FDA Says Path to Cannabis Product Approval Involves Clinical Trials
The US Food and Drug Administration released on Tuesday preliminary directives on clinical research related to cannabis, highlighting how companies seeking approval for drugs containing cannabis or its derivatives should follow the traditional drug review and approval process involving clinical trials.
The FDA, the agency of the US Department of Health and Human Services, protects public health by ensuring the safety, efficacy, and safety of human and veterinary drugs, vaccines and other biologicals for human use, as well as medical devices. The agency is also responsible for the safety and security of our country's food supply, cosmetics, dietary supplements, products that emit electronic radiation, and the regulation of tobacco products. Tuesday's guidelines outline how to conduct federally approved research for drug development, specifying steps such as where researchers are allowed to obtain cannabis and stressing the need to ensure consistency between information. on quality considerations and recommendations for calculating tetrahydrocannabinol (THC) levels. The draft guidance also introduces key regulatory concepts of the FDA to stakeholders who may be less familiar with the FDA and its authorities.
Will CBD have to wait?
The agency is still working on the rules for products containing the cannabis ingredient CBD, the well-being properties of which are widely recognized, but which are not supported by research. Many companies are keen to market foods, drinks, and dietary supplements that contain CBD.
Since the adoption of the Farm Bill of 2018, CBD has existed in a kind of regulatory vagueness. While the bill legalized hemp, it did not legalize CBD, but instead moved the application of the substance from the Drug Enforcement Administration to the FDA. Because the FDA approved a drug that contains the ingredient, GW Pharmaceuticals PLC's GWPH, -1,53% Epidiolex, a treatment for severe forms of childhood epilepsy, it told the companies they couldn't do not add it to food or drink or make health claims for its use in topicals.
The following quote is attributed to the Senior Assistant Commissioner of the FDA, Amy Abernethy MD, Ph.D:
“A range of stakeholders have expressed interest in the development of drugs that contain cannabis and compounds found in cannabis. Recent legislative changes have also opened up new possibilities for clinical cannabis research. As this body of research progresses and expands, the FDA strives to support drug development in this area. It is essential that the FDA continue to do what it can to support the science needed to develop new drugs from cannabis. The FDA believes that the drug approval process is the best way to ensure that new, safe and effective drugs, including any drug containing cannabis or compounds derived from cannabis, are available to patients in need of therapy. appropriate medical.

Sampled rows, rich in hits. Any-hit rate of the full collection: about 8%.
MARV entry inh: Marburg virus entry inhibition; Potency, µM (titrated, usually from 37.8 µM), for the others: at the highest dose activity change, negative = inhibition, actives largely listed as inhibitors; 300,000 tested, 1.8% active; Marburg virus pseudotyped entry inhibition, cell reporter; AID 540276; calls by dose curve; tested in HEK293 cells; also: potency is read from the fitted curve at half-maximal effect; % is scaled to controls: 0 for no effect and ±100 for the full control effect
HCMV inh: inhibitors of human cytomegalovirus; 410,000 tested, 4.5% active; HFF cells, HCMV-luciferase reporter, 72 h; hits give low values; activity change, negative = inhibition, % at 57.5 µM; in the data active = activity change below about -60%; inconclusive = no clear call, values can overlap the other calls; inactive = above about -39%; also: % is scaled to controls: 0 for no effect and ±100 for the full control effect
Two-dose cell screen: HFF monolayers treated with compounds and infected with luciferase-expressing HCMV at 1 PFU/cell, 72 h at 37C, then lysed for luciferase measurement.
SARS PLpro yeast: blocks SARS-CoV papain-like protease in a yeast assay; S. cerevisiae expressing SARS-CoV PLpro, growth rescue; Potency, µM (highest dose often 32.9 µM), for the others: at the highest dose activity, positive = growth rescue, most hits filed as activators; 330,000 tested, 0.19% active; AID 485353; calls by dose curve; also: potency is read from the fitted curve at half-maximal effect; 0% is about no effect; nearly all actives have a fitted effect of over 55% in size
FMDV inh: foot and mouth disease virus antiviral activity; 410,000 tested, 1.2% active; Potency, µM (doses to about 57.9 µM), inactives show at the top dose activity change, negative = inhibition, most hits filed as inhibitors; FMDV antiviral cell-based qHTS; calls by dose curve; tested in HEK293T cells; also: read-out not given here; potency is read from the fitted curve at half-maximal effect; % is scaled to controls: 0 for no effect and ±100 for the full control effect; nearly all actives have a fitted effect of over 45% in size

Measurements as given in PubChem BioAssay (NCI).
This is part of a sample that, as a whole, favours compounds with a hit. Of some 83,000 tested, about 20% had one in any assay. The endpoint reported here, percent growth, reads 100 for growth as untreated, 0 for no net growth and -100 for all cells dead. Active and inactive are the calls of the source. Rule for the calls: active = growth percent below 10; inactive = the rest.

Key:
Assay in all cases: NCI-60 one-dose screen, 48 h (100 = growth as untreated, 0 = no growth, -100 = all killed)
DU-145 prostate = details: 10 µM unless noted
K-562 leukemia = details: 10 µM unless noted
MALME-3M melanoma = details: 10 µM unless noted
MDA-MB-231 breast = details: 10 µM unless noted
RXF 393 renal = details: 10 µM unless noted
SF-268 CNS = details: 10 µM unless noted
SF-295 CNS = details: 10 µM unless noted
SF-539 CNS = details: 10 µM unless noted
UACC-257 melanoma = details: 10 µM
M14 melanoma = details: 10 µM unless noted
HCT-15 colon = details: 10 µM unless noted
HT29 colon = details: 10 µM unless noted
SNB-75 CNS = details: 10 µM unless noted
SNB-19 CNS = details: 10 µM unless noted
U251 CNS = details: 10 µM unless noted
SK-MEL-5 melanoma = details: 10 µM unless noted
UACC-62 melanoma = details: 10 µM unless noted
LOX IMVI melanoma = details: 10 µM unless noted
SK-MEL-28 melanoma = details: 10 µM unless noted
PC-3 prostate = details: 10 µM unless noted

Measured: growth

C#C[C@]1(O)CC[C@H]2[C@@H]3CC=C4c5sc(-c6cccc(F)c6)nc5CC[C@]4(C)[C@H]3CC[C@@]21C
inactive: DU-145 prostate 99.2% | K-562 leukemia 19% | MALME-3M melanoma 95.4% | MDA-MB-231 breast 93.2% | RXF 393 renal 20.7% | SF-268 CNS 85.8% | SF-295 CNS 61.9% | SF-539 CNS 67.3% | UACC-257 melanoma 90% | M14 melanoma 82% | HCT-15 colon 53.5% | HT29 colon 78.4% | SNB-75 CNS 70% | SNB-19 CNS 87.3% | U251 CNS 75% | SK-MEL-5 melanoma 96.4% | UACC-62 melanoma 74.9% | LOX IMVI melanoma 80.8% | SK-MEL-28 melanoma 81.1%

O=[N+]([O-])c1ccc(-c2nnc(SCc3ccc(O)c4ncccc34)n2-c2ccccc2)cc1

The regulator is working on creating a framework for companies who want to launch CBD products and bring them to market, but has warned that given its drug status, it may require clinical trials. In November, he warned that CBD could cause liver damage and other damage to the human body. The agency has cracked down on some companies, mostly for making unsubstantiated health claims.
- The change gives sponsors and 93 clinical study researchers new options that do not involve NIDA's drug supply program, according to the guidelines.
- The FDA is also advising researchers that too high a concentration of THC could put them in violation of DEA rules and recommends that they consult the agency on the requirements.
- Researchers who submit a research request for a cannabis-based drug will be required to provide quantitative data on the percentage of THC in their product, as well as detailed descriptions of the testing methods.
- The FDA is opening a 60-day public comment period to allow stakeholders to comment on the guidelines.
The FDA recently submitted a CBD product testing report to Congress, which found that many products do not contain the amount of CBD stated on the label, and in some cases do not contain it at all.